Zambia’s Kenneth Kaunda – who died Thursday – was one of a generation of African leaders who led struggles to break free from the continent’s European colonisers.

Here are profiles of him and his 10 most prominent peers.

Zambia: Kenneth Kaunda

Dubbed the “African Gandhi” for his non-violent independence-oriented activism, he became the first president of independent Zambia in 1964.

Describing himself as socialist and with close ties to Moscow, he led the country for 27 years mainly under a single-party system.

His poor management resulted in a grave economic and social crisis.

After riots in 1991 he accepted free elections, where he was defeated.

 Ghana: Kwame Nkrumah

Nkrumah led the independence drive for the Gold Coast, which in 1957 broke free of Britain to become Ghana, the first independent nation south of the Sahara.

Its first prime minister, Nkrumah was elected president in 1960 and began a personality cult around himself as the “Redeemer”.

The socialist was ousted during a coup in 1966 and died in exile in Romania in 1972.

 Guinea: Ahmed Sekou Toure

Dictatorial Sekou Toure was Guinea’s first president after independence in 1958 and held on to power until his death in 1984.

He was the only leader of a French colony to choose not to be part of a Franco-African Community with limited autonomy, opting instead for outright independence.

 Senegal: Leopold Sedar Senghor

The poet and statesman became Senegal’s first president in 1960, transforming the country into one of Africa’s first democracies by allowing a multi-party system.

He stepped down 20 years later and retired to France, where he died in 2001.

Like other key players in the decolonisation of francophone Africa, Senghor had been involved in French politics while fighting for his country’s emancipation.

 Kenya: Jomo Kenyatta

A former activist of the violent Mau Mau struggle who was imprisoned for several years by the British, Kenyatta led Kenya to independence in December 1963 until his death in 1978.

Yet, as president, he advocated reconciliation with Britain, with which he maintained close links.

 Tanzania: Julius Nyerere

Nyerere in 1954 founded the independence-oriented Tanganyika African National Union (TANU), which led the British colony to independence in 1964 as Tanzania.

A supporter of African socialism, he was nicknamed “The Teacher” and governed until 1985, bowing out of his own accord.

In 1979, he declared war on the Ugandan regime of Idi Amin, finally delivering the country from the control of the brutal dictator.

After retirement, Nyerere was called to several mediation missions, including during Burundi’s civil war. He died in London in 1999.

 Malawi: Hastings Kamuzu Banda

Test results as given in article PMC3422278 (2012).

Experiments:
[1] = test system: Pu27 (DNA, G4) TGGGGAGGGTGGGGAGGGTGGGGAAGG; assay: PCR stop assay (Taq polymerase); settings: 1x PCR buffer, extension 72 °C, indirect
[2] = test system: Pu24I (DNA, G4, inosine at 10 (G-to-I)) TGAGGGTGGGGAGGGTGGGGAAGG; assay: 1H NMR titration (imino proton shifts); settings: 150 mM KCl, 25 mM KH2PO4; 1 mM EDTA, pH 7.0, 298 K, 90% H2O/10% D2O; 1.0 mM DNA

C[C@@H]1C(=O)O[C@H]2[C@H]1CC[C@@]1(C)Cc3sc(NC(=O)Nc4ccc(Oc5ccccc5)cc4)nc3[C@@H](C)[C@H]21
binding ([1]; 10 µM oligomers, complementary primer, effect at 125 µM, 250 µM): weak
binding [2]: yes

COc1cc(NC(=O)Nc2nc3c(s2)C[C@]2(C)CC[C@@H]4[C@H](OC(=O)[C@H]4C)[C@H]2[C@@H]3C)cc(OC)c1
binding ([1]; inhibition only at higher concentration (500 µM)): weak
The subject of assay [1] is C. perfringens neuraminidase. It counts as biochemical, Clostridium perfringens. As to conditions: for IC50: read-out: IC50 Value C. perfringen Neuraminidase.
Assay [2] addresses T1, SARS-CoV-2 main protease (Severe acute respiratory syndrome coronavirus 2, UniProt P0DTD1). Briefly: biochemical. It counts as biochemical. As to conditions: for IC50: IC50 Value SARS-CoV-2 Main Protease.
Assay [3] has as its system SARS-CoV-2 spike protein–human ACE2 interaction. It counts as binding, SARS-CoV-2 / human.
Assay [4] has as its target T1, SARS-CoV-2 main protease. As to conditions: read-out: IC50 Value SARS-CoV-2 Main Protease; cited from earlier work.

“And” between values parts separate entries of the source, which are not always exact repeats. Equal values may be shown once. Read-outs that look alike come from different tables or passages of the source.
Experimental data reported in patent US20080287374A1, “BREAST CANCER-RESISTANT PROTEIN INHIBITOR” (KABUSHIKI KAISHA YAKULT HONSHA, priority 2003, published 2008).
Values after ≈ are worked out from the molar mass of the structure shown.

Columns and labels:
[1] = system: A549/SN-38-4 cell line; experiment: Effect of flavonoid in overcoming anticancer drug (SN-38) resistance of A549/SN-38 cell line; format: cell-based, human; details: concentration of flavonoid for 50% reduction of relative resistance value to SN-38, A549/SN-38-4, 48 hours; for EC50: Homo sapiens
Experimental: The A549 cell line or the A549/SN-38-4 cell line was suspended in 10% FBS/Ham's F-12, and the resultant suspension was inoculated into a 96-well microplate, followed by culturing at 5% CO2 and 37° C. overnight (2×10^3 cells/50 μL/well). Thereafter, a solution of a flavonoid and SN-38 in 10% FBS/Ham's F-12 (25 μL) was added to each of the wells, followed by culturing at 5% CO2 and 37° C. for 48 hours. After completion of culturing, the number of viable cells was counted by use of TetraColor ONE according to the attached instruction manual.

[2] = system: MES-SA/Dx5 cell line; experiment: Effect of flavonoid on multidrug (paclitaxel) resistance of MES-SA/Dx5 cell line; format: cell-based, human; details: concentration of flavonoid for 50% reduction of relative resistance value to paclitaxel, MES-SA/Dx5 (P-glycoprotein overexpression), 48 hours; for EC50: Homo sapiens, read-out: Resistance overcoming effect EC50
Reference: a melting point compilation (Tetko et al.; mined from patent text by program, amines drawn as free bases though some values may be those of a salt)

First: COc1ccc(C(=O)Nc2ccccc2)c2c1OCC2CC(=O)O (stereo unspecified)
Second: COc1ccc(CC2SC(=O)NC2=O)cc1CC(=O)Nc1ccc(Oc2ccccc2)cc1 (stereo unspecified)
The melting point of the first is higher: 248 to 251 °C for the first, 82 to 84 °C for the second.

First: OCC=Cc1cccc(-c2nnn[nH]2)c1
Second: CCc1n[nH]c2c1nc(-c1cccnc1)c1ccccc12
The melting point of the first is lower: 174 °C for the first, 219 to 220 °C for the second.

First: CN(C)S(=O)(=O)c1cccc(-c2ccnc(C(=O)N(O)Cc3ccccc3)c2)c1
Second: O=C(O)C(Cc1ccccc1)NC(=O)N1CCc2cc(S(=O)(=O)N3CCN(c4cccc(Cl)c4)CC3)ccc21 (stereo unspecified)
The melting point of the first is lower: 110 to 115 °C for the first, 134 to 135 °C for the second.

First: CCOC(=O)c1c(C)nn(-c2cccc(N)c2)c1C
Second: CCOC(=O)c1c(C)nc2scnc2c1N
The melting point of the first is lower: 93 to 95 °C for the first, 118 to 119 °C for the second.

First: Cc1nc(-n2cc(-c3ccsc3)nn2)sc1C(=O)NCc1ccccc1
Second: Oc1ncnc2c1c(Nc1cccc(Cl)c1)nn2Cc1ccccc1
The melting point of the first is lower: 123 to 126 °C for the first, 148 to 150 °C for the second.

Banda returned from Britain where he had been working as a doctor to what was then the protectorate of Nyasaland in 1958 and led the push for independence from London in 1964.

In 1966, the ferocious anti-communist became Malawi’s first president, and exercised a tight grip on power for three decades.

In 1993, under international pressure and criticism of his rights record, he accepted a referendum on multi-party rule and was defeated at the first democratic elections in 1994.

He died in South Africa three years later.

 Botswana: Seretse Khama

Khama co-founded the Botswana Democratic Party (BDP) in 1962, becoming prime minister in 1965. He helped negotiate the terms of Botswana’s independence from Britain in 1966.

Botswana’s first post-independence president, the highly popular Khama died in 1980 while still in power. His party has ruled Botswana since independence and his son, Ian Khama, was president from 2008 to 2018.

 Mozambique: Samora Machel

Having fought against the Portuguese colonial power at the head of Marxist movement Frelimo, Machel became Mozambique’s first president in 1975, setting up a Marxist-style system.

But he immediately had to deal with a guerrilla movement backed by South Africa.

He died in October 1986 when his plane crashed in South Africa in circumstances which remain unclear.

 Zimbabwe: Robert Mugabe

Mugabe spent 10 years in prison for his role in the struggle to rid the former British colony of Rhodesia of white-minority rule.

After his release, he took refuge in Mozambique from where he led the guerrilla war which gained Zimbabwe’s independence in 1980.

As prime minister and then president, Mugabe initially won plaudits for his policy of racial reconciliation, but later established an authoritarian regime that crushed dissent.

The military forced him to stand down in 2017, when he was aged 93 and had been in power for 37 years. He died in September 2019 in Singapore.

 Mali: Modibo Keita

Despite espousing a form of African socialism, Keita claimed descent from the Muslim dynasty that headed the great medieval Malian empire.

He climbed the political pole of what was then the French Sudan, becoming mayor of the capital Bamako and later a French MP. He was briefly premier of the short-lived Mali Federation which included neighbouring Senega, before becoming Mali’s first president in 1960.

Keita was overthrown in a coup eight years later and remained a prisoner of the military until his death in 1977.

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